The Plague Notebook: The New Agoraphobia & Plague Comfort Reading

Staying home is “the new normal.”  I hear this often, though I wonder if it mightn’t be more proper to call it “the new norm.”   I admit,  the more genteel phraseology lacks the cuteness factor.  Let us be cute, because we must deflect our thoughts from Covid-19.

The new at-home culture feels like a footnote to an imaginary old-fashioned era, where towns were smaller, people stayed home and read  Book of the Month Club books, and shopped in their own neighborhood. Bustling came into fashion later.  Actually, some have always preferred staying home to bustling. 

And at least people can stay home without being labeled agoraphobic.

On the agoraphobic front, I am DYING to get out of the house. (What an unfortunate phrase!)  One bookstore has curbside service, but  I am reluctant.  Would we wear gloves and a mask for this delicate curbside transaction?  Do the booksellers have any protective gear? And isn’t the point of bookstores going into the bookstore?

Every time I get the urge, I remember the ice cream store the day before lockdown. Nobody was practicing social distancing at that point. 

WHAT WE’RE READING:  Connie Willis’s Doomsday Book, which won the Hugo and Nebula Awards.  This brilliant time-travel novel novel is a  well-written  journey to the Middle Ages during the Plague.  In 2053, Kivrin, a medieval history student at Oxford, plans to visit a village near Oxford in the early fourteenth century.  She is mistakenly transported into England during  a Plague year (1338).  And at the other end of “the drop,’  the tech who operated the computer is stricken with a highly contagious respiratory illness.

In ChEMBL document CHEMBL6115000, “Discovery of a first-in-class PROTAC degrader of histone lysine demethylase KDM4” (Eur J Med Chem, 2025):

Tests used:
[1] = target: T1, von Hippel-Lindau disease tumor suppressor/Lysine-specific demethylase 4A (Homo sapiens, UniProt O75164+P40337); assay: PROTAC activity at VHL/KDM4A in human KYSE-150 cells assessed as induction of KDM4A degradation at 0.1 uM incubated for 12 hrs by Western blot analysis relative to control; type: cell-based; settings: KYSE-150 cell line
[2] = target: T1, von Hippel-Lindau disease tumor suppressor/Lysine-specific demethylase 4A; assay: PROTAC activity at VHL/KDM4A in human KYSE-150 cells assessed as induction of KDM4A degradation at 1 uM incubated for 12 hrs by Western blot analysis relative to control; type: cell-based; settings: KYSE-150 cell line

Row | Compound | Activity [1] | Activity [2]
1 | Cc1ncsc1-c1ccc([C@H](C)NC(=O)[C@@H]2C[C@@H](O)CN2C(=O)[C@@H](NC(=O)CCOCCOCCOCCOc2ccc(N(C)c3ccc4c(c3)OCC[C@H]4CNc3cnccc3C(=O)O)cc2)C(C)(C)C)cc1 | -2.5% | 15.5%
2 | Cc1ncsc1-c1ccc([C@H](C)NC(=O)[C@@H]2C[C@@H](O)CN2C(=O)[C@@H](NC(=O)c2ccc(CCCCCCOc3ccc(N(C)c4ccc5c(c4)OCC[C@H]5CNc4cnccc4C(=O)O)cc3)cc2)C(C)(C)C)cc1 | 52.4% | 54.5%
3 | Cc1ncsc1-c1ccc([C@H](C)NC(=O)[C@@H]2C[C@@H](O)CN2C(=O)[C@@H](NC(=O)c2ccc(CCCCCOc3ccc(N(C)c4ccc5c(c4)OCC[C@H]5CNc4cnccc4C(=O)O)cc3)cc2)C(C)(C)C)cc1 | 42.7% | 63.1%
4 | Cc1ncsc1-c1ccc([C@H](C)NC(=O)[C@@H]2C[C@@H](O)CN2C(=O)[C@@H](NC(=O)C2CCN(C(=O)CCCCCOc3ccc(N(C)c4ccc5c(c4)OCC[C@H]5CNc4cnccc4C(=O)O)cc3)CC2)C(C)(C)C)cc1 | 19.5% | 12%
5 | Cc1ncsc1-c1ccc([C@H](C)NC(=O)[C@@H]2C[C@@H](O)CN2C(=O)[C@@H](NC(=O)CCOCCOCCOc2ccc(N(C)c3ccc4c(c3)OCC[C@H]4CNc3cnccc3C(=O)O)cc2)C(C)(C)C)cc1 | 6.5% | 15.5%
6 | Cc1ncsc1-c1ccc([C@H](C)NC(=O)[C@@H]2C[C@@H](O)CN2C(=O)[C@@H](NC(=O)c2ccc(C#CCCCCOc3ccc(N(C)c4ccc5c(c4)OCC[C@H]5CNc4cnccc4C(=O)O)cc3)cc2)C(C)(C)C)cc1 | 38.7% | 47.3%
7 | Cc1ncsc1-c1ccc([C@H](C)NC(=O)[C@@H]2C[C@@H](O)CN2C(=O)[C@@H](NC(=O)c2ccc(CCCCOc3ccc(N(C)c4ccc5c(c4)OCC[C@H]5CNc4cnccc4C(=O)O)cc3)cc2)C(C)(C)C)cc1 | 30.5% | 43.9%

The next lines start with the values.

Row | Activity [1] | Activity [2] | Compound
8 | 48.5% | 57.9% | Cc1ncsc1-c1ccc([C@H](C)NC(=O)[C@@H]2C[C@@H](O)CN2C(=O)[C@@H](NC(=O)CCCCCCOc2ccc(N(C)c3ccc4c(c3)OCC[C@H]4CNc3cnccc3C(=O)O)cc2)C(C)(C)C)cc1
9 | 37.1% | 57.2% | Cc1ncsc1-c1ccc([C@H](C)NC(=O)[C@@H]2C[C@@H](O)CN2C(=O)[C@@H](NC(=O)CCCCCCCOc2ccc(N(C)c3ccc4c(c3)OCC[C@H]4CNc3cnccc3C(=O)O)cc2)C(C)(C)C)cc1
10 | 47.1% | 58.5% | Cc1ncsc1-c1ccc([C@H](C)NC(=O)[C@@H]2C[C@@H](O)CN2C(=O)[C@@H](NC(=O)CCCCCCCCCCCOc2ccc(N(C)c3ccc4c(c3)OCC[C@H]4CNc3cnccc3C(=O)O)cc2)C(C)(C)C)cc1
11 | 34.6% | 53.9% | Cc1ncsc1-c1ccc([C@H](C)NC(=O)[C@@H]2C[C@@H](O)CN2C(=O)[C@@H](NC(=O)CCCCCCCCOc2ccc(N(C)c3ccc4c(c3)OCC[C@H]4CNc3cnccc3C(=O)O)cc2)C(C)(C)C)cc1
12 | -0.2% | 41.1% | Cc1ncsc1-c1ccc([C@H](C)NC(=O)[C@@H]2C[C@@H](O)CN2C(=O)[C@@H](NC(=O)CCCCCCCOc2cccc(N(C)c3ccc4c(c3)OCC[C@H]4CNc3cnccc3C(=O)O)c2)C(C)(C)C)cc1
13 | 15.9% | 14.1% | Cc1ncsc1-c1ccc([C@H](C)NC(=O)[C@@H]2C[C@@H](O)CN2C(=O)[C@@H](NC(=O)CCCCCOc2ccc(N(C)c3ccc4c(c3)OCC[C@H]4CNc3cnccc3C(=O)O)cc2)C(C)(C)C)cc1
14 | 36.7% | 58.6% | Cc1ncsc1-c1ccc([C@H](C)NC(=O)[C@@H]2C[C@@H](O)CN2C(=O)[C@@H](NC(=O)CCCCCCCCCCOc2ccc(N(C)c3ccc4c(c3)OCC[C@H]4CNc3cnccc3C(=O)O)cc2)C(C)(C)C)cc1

Believe it or not, reading a science fiction novel about the plague is both informative and  emotionally a comfort read.  Fiction helps us in very strange ways. 

And it is timely and pertinent.  Mr. Dunworthy, a history professor, must soothe a group of American bell-ringers who are at Oxford when the quarantine is imposed.  They are furious because they have a concert schedule.  He says,

“I will be more than happy to phone the cathedral and explain–“

“Explain!  I’m not used to having my civil liberties taken away like this.  In America, nobody would dream of telling you where you can and can’t go. “

And over thirty million Americans died during the Pandemic as a result of this sort of thinking, he thought.  “I assure you, madam, that the quarantine is solely for your protection…”

Let’s hope it won’t come to that!